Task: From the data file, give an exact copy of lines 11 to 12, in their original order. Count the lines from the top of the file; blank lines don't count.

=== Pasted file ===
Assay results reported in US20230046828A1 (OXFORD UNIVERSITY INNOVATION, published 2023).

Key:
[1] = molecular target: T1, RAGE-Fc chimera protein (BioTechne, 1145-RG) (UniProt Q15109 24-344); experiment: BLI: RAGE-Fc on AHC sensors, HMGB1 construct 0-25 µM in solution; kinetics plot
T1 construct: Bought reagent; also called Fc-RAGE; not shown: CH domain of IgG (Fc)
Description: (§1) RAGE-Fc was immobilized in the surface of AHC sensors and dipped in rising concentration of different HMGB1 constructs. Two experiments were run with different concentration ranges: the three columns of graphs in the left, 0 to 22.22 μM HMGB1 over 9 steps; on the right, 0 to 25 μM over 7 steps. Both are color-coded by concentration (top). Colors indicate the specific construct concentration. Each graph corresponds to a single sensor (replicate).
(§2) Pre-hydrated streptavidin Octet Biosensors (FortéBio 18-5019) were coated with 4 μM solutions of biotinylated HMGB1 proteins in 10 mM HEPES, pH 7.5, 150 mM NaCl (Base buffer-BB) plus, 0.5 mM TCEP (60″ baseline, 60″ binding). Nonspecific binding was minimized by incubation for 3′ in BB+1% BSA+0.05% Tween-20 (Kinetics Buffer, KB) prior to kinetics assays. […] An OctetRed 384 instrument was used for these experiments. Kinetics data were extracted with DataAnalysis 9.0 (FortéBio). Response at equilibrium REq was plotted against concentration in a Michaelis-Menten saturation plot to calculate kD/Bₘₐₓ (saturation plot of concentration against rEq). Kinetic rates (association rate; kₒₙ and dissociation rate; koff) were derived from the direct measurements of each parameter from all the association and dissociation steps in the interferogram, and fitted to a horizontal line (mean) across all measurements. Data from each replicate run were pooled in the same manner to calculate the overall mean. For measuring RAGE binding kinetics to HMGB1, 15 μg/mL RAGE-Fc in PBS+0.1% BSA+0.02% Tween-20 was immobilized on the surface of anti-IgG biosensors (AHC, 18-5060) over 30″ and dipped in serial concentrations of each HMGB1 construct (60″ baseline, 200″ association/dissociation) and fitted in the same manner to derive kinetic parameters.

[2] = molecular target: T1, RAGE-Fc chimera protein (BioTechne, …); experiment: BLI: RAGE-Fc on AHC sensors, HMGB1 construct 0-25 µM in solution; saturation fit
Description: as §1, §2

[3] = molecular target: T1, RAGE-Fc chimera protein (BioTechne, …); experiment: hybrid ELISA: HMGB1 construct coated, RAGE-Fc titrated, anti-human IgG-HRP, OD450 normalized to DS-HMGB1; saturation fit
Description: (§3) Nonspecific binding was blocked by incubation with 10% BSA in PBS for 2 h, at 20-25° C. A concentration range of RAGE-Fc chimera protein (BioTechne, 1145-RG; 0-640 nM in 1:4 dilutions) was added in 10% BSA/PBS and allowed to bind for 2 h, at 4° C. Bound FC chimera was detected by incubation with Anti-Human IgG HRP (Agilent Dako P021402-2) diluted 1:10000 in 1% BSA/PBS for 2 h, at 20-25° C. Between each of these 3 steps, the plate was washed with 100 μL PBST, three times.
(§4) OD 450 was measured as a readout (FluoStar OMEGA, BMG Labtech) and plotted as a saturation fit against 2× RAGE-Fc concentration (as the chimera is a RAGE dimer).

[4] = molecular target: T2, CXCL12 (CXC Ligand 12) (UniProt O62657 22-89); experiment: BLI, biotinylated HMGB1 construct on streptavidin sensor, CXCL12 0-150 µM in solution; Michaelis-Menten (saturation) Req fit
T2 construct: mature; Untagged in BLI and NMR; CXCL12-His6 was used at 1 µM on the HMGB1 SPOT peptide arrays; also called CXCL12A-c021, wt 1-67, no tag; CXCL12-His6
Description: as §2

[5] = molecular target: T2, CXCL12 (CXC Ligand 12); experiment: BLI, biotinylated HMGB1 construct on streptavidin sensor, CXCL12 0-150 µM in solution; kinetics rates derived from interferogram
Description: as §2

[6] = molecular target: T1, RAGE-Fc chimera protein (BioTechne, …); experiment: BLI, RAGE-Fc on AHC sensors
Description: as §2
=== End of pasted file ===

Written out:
(§4) OD 450 was measured as a readout (FluoStar OMEGA, BMG Labtech) and plotted as a saturation fit against 2× RAGE-Fc concentration (as the chimera is a RAGE dimer).

[4] = molecular target: T2, CXCL12 (CXC Ligand 12) (UniProt O62657 22-89); experiment: BLI, biotinylated HMGB1 construct on streptavidin sensor, CXCL12 0-150 µM in solution; Michaelis-Menten (saturation) Req fit